Monthly Archives: November 2015

Hacking Your Gems for Debugging

In an excellent post on Codenoble, Adam Crownoble explains [What To Do When You’re Stuck In Ruby][codenoble]. It was validating to read about someone else using a lot of the same tricks for digging in to software libraries. It also inspired me to share some tricks that I use frequently.

In one portion of the article, Adam mentions that you may encounter the need to hack up one of your local gems in order to gain a better understanding of what’s going on. The method prescribed is to clone the gem, make your alterations, then install from a git path using Bundler. This is a great method if you need to share your hacked up version of the gem with other developers, but it’s a bit heavy for quick & dirty debugging. I use the following technique to make direct edits to my gems, then revert back to a pristine install.

The workflow I use looks something like this:

1. Encounter a confusing outcome related to a gem.
1. Open the gem for editing and dig around to get oriented: `bundle open [GEM]`
1. Make alterations, run my application, iterate, resolve.
1. Run `bundle exec gem pristine [GEM]` to revert the gem back to its unaltered state.

Occassionally I’ll use the following at a shell prompt to probe around the gem files without opening the entire directory in my editor.

$ open $(bundle show rails)

This opens the gem directory in Finder under OS X.

Below is an overview of the available commands that support this workflow. Using these commands, you can use this workflow regardless of whether you’re using Bundler or bare Rubygems.

If you’re using bundler:

`bundle open [GEM]` – Opens the Gem’s base install dir in your editor.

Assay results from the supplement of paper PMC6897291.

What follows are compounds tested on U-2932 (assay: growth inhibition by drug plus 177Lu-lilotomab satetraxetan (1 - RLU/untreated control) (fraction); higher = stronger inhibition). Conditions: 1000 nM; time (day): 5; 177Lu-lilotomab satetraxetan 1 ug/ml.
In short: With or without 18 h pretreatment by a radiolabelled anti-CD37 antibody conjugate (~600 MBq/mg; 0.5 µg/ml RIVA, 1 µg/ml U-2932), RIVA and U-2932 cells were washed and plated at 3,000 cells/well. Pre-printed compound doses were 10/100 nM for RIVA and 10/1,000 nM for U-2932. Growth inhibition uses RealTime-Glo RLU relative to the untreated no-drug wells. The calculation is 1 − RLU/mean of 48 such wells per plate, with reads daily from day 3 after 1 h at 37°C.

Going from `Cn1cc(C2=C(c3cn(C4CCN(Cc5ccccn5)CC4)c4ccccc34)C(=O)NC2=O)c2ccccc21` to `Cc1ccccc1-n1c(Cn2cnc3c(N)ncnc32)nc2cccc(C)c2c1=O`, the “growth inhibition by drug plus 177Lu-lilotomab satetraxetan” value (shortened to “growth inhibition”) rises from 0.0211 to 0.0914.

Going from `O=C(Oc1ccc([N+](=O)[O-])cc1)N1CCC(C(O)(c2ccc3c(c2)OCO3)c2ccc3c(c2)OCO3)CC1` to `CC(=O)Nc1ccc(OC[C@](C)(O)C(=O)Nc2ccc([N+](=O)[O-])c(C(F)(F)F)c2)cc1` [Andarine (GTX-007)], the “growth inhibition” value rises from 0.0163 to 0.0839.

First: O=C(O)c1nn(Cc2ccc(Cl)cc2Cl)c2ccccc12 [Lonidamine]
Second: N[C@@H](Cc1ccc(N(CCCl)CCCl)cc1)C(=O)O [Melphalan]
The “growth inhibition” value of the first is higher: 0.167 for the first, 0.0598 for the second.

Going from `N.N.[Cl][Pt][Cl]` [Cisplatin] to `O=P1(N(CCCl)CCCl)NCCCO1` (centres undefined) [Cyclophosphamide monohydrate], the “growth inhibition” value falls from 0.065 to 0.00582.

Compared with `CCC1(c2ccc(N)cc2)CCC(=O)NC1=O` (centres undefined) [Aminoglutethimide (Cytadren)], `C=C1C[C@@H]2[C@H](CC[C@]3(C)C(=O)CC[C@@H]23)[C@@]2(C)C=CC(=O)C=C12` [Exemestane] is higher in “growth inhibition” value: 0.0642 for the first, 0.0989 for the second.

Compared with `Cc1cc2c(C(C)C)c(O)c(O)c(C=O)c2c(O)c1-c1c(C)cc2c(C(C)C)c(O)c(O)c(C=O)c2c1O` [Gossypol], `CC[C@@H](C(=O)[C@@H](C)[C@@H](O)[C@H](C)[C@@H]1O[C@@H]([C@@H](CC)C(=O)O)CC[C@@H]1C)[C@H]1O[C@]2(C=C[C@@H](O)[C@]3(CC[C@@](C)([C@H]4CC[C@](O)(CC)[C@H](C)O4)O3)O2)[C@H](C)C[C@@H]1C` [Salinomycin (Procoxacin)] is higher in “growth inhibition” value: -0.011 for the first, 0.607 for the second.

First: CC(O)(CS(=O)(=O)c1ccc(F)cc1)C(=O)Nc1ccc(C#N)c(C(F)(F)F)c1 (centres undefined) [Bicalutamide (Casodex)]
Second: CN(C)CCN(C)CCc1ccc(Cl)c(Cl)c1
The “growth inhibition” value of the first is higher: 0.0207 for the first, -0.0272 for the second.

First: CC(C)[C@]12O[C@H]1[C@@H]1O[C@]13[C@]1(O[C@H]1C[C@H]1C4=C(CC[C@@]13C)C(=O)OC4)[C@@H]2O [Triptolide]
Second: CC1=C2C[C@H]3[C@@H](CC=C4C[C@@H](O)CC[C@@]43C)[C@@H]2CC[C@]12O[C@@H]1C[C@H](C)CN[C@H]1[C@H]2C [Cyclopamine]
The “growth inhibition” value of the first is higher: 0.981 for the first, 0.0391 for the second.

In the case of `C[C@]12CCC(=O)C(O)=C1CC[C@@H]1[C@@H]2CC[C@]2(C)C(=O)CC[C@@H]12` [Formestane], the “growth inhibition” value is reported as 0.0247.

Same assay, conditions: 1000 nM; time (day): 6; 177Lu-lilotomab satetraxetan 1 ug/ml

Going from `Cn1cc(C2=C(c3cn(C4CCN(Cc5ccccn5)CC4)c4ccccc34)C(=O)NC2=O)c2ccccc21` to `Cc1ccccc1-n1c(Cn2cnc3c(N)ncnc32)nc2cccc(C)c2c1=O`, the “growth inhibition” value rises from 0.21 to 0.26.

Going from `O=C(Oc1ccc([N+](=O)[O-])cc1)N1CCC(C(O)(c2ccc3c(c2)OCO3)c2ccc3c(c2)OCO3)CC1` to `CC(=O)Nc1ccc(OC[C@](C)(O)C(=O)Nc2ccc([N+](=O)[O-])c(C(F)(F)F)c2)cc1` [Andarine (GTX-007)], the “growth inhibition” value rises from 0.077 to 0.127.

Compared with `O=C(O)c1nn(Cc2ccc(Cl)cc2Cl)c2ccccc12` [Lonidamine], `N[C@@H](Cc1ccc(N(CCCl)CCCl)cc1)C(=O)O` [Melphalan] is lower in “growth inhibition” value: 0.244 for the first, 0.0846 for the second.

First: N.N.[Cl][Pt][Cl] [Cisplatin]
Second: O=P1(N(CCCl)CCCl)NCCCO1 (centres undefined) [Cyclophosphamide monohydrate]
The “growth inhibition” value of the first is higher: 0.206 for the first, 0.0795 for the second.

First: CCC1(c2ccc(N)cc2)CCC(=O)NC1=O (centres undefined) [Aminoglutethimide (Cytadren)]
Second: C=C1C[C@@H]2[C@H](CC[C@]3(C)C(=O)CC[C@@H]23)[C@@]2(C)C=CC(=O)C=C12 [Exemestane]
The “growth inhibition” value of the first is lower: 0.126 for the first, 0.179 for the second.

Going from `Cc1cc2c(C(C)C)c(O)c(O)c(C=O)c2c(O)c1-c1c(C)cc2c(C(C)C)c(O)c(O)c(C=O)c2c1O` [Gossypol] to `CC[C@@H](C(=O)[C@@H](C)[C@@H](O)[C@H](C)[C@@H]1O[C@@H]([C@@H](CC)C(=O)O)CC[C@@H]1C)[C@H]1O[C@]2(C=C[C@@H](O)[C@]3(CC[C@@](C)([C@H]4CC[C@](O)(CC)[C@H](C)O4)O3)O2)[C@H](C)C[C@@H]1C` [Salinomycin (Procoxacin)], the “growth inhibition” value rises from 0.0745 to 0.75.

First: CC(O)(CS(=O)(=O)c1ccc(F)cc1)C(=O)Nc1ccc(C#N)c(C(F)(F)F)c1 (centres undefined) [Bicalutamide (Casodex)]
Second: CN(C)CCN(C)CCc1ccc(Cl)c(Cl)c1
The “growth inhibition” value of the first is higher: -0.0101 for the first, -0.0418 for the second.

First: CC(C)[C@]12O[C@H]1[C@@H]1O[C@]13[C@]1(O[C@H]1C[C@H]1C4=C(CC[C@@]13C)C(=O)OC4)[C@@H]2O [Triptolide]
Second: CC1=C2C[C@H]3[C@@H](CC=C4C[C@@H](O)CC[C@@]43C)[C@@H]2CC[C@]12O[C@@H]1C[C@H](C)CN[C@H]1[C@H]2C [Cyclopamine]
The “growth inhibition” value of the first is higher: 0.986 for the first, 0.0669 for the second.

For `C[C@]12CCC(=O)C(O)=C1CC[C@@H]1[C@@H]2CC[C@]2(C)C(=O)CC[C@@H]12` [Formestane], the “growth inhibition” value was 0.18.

`bundle show [GEM]` – Outputs the Gem’s base install dir.
`bundle exec gem pristine [GEM]` – Reinstalls the Gem to its unaltered state.

Interestingly, there is a [long-open Bundler feature request][bundlepristinefeature] for a `bundle pristine [GEM]` command that would eliminate the `bundle exec` call required to revert the gem while using Bundler.

If you’re using bare Rubygems:

`gem open [GEM]` – Opens the gem’s base install dir in your editor.
`gem which [GEM]` – Outputs the location of a gem’s primary library file.
`gem pristine [GEM]` – Reinstalls the gem to its unaltered state.

When using the `open` variant of these commands, Rubygems/Bundler will use the editor configured in your environment.

[Rubygems][rubygemsopen] looks at: `GEM_EDITOR`, `VISUAL`, `EDITOR`, and finally reverts to `vi` if none of these are configured.

[Bundler][bundleropen] looks here: `BUNDLER_EDITOR`, `VISUAL`, `EDITOR`, and will complain if none are set.

I only set `VISUAL` and `EDITOR` because most software packages respect these two. Only use the RubyGems and Bundler specific environment variables if you want to use an editor that isn’t consistent with your normal preferences.

If you’re a polyglot, and you’re looking for something that helps you achieve similar goals with a variety of languages, have a look at the [Qwandry gem][qwandry], which allows you to open Python, Perl, Node, and Rubygems (maybe more) libraries in similar fashion to Rubygems and Bundler. You’re on your own for reverting edits though.